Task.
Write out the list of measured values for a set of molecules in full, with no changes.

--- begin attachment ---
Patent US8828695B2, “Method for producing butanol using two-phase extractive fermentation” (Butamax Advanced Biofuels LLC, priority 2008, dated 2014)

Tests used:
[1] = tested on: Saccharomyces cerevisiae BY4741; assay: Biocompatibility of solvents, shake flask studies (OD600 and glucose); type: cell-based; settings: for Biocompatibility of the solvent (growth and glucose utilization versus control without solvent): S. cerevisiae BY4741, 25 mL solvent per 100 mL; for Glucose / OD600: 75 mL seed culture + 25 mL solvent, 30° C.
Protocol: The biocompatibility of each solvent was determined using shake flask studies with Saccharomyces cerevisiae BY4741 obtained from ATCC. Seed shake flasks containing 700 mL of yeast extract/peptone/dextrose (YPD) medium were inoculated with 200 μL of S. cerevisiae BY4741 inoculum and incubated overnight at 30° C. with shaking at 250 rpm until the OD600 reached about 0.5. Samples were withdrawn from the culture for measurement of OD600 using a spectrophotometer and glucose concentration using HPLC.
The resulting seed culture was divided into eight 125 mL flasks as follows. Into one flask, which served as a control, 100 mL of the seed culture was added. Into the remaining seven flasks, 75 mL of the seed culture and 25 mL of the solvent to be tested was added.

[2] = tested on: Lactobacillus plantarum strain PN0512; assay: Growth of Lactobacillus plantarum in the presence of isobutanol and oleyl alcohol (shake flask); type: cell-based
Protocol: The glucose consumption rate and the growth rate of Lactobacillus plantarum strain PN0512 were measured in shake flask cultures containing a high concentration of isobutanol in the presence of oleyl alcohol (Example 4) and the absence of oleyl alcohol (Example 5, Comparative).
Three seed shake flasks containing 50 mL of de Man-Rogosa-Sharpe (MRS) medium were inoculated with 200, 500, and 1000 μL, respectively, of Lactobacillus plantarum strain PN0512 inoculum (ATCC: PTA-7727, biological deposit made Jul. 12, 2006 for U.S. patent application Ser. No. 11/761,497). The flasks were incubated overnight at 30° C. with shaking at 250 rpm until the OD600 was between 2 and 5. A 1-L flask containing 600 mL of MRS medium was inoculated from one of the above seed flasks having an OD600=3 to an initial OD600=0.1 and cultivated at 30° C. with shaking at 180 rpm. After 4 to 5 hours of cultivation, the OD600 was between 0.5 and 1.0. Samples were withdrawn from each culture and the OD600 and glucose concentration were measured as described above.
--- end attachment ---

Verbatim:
Patent US8828695B2, “Method for producing butanol using two-phase extractive fermentation” (Butamax Advanced Biofuels LLC, priority 2008, dated 2014)

Tests used:
[1] = tested on: Saccharomyces cerevisiae BY4741; assay: Biocompatibility of solvents, shake flask studies (OD600 and glucose); type: cell-based; settings: for Biocompatibility of the solvent (growth and glucose utilization versus control without solvent): S. cerevisiae BY4741, 25 mL solvent per 100 mL; for Glucose / OD600: 75 mL seed culture + 25 mL solvent, 30° C.
Protocol: The biocompatibility of each solvent was determined using shake flask studies with Saccharomyces cerevisiae BY4741 obtained from ATCC. Seed shake flasks containing 700 mL of yeast extract/peptone/dextrose (YPD) medium were inoculated with 200 μL of S. cerevisiae BY4741 inoculum and incubated overnight at 30° C. with shaking at 250 rpm until the OD600 reached about 0.5. Samples were withdrawn from the culture for measurement of OD600 using a spectrophotometer and glucose concentration using HPLC.
The resulting seed culture was divided into eight 125 mL flasks as follows. Into one flask, which served as a control, 100 mL of the seed culture was added. Into the remaining seven flasks, 75 mL of the seed culture and 25 mL of the solvent to be tested was added.

[2] = tested on: Lactobacillus plantarum strain PN0512; assay: Growth of Lactobacillus plantarum in the presence of isobutanol and oleyl alcohol (shake flask); type: cell-based
Protocol: The glucose consumption rate and the growth rate of Lactobacillus plantarum strain PN0512 were measured in shake flask cultures containing a high concentration of isobutanol in the presence of oleyl alcohol (Example 4) and the absence of oleyl alcohol (Example 5, Comparative).
Three seed shake flasks containing 50 mL of de Man-Rogosa-Sharpe (MRS) medium were inoculated with 200, 500, and 1000 μL, respectively, of Lactobacillus plantarum strain PN0512 inoculum (ATCC: PTA-7727, biological deposit made Jul. 12, 2006 for U.S. patent application Ser. No. 11/761,497). The flasks were incubated overnight at 30° C. with shaking at 250 rpm until the OD600 was between 2 and 5. A 1-L flask containing 600 mL of MRS medium was inoculated from one of the above seed flasks having an OD600=3 to an initial OD600=0.1 and cultivated at 30° C. with shaking at 180 rpm. After 4 to 5 hours of cultivation, the OD600 was between 0.5 and 1.0. Samples were withdrawn from each culture and the OD600 and glucose concentration were measured as described above.